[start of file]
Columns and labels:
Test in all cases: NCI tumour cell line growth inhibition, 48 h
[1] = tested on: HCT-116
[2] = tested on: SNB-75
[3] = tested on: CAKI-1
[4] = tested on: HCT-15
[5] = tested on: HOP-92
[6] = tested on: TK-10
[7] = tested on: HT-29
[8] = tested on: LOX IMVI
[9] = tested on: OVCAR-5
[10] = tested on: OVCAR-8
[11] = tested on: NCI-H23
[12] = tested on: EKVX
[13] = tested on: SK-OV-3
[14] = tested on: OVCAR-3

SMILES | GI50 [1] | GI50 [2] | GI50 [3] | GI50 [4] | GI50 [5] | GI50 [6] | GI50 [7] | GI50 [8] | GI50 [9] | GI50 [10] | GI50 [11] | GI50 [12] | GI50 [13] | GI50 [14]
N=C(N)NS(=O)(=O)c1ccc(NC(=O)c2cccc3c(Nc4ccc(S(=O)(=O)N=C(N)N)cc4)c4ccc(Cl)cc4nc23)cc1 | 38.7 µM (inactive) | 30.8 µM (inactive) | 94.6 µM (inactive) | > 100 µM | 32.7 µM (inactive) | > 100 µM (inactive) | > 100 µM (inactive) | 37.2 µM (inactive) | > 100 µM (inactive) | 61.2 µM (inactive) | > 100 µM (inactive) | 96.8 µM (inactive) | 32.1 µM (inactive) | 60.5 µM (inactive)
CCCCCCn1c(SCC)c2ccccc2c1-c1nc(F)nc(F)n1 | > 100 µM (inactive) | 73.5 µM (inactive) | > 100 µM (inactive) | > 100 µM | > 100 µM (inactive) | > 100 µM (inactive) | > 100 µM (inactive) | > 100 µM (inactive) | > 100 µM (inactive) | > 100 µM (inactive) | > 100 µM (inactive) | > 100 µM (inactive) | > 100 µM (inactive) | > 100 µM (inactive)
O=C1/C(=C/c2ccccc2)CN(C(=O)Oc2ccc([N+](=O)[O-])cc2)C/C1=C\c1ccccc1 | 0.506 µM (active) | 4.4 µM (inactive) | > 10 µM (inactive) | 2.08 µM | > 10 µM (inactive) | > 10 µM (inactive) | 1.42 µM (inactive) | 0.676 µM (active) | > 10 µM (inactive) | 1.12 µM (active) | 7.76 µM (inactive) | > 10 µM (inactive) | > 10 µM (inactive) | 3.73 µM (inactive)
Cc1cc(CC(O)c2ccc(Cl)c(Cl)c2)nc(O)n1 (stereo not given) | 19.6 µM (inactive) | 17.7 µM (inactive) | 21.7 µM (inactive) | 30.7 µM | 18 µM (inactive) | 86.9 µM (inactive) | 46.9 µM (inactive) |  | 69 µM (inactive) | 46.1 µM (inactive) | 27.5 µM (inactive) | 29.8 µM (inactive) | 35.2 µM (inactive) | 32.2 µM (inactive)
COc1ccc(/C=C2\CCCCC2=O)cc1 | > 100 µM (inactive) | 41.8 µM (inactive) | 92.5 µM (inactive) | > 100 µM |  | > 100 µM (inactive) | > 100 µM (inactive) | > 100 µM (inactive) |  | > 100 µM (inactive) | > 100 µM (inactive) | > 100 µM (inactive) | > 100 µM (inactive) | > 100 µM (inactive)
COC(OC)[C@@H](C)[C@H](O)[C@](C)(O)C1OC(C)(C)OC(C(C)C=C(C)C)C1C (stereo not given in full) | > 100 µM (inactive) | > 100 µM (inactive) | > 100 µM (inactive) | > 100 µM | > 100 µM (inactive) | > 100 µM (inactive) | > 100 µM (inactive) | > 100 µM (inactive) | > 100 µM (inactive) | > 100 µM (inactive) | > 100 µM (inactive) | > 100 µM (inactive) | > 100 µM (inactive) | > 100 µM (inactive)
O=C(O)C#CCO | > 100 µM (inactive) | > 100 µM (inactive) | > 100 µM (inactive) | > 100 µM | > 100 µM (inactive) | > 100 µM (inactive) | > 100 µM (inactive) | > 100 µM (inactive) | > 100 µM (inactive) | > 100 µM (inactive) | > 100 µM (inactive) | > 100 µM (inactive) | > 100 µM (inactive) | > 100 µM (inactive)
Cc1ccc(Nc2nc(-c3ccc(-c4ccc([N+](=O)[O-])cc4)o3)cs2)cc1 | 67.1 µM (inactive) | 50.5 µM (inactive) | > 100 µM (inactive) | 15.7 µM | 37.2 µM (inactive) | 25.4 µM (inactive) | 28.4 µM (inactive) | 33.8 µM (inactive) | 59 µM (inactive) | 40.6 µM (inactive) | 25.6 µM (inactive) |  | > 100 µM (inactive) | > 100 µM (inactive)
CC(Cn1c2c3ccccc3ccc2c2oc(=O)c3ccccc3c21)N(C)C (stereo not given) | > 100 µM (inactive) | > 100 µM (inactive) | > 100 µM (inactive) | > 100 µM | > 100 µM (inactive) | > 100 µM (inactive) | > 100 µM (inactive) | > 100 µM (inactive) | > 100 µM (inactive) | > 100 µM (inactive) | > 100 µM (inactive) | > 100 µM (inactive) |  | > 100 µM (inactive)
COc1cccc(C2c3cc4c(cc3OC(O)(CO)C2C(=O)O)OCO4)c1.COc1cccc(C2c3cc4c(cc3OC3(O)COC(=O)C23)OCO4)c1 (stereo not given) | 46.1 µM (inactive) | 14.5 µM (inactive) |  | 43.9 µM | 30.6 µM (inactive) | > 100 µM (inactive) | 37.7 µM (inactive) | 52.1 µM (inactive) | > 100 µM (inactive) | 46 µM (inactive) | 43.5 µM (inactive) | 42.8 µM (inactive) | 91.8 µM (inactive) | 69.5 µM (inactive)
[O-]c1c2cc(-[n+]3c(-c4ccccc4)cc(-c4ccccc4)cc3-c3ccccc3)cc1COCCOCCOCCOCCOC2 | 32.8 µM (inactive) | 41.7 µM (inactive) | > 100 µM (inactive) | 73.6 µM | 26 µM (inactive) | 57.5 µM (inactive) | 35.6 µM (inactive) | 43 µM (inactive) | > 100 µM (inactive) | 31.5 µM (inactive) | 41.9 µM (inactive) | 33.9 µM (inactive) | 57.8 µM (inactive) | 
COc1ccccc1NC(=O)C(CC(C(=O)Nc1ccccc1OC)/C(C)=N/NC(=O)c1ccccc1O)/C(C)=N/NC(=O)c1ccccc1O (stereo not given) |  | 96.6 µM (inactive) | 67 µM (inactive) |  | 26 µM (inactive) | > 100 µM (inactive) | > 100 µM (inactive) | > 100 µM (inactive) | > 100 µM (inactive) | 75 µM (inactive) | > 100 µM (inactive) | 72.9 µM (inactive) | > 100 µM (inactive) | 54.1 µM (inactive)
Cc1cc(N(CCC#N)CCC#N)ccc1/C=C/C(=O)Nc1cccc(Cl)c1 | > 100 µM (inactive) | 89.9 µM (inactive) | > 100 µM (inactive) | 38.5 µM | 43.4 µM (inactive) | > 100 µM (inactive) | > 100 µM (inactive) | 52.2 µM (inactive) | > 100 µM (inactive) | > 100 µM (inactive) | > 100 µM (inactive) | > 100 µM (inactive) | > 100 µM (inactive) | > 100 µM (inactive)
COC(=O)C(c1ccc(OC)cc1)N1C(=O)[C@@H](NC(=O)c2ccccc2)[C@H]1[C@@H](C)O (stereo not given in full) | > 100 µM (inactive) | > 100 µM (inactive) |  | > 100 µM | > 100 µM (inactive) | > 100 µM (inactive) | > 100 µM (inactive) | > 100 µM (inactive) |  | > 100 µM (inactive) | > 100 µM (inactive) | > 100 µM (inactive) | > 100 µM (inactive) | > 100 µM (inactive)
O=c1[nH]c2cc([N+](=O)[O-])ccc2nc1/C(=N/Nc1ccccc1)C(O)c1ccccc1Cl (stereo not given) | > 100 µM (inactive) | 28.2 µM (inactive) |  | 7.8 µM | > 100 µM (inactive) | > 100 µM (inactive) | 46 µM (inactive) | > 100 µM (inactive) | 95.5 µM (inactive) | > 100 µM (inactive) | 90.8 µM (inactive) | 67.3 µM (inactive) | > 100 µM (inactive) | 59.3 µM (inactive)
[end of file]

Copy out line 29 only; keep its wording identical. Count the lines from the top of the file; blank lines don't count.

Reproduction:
COc1ccccc1NC(=O)C(CC(C(=O)Nc1ccccc1OC)/C(C)=N/NC(=O)c1ccccc1O)/C(C)=N/NC(=O)c1ccccc1O (stereo not given) |  | 96.6 µM (inactive) | 67 µM (inactive) |  | 26 µM (inactive) | > 100 µM (inactive) | > 100 µM (inactive) | > 100 µM (inactive) | > 100 µM (inactive) | 75 µM (inactive) | > 100 µM (inactive) | 72.9 µM (inactive) | > 100 µM (inactive) | 54.1 µM (inactive)